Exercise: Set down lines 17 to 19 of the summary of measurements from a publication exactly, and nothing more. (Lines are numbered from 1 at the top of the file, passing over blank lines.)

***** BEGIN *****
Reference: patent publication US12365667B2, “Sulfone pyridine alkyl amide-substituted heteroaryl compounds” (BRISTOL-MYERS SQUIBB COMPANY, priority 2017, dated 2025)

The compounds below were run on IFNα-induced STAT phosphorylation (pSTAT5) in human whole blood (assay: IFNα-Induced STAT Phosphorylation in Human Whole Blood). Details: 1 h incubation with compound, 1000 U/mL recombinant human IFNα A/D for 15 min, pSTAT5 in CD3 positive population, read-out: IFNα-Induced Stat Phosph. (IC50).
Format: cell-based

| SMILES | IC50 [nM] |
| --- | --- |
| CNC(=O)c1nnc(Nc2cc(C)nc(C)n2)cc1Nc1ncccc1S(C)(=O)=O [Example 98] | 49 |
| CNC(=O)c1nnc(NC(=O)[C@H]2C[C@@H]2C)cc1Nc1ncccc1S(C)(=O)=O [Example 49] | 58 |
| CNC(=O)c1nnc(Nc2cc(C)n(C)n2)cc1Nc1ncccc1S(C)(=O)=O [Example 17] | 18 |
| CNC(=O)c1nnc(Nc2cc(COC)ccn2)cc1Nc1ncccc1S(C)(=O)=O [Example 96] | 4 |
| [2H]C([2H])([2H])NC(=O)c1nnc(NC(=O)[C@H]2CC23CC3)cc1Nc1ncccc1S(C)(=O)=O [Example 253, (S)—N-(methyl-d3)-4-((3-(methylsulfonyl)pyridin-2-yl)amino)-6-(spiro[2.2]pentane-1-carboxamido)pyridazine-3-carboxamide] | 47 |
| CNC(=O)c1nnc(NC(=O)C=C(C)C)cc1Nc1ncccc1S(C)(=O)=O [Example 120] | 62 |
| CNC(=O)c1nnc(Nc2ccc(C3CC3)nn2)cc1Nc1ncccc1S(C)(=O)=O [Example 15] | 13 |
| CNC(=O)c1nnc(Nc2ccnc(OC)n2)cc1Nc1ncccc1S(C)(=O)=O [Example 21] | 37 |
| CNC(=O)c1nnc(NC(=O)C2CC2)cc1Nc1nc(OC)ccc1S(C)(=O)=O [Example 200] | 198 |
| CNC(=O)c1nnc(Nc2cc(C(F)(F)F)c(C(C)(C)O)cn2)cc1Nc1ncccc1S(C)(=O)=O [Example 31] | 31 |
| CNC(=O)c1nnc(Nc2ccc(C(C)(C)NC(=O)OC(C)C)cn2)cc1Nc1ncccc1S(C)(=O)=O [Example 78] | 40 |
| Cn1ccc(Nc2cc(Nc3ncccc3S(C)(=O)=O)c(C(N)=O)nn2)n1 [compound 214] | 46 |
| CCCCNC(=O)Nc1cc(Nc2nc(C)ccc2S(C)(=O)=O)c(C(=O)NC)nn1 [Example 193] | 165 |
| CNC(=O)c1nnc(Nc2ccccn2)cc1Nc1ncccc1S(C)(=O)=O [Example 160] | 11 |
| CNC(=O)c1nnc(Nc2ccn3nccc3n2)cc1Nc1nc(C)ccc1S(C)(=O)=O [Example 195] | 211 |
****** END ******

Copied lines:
| Cn1ccc(Nc2cc(Nc3ncccc3S(C)(=O)=O)c(C(N)=O)nn2)n1 [compound 214] | 46 |
| CCCCNC(=O)Nc1cc(Nc2nc(C)ccc2S(C)(=O)=O)c(C(=O)NC)nn1 [Example 193] | 165 |
| CNC(=O)c1nnc(Nc2ccccn2)cc1Nc1ncccc1S(C)(=O)=O [Example 160] | 11 |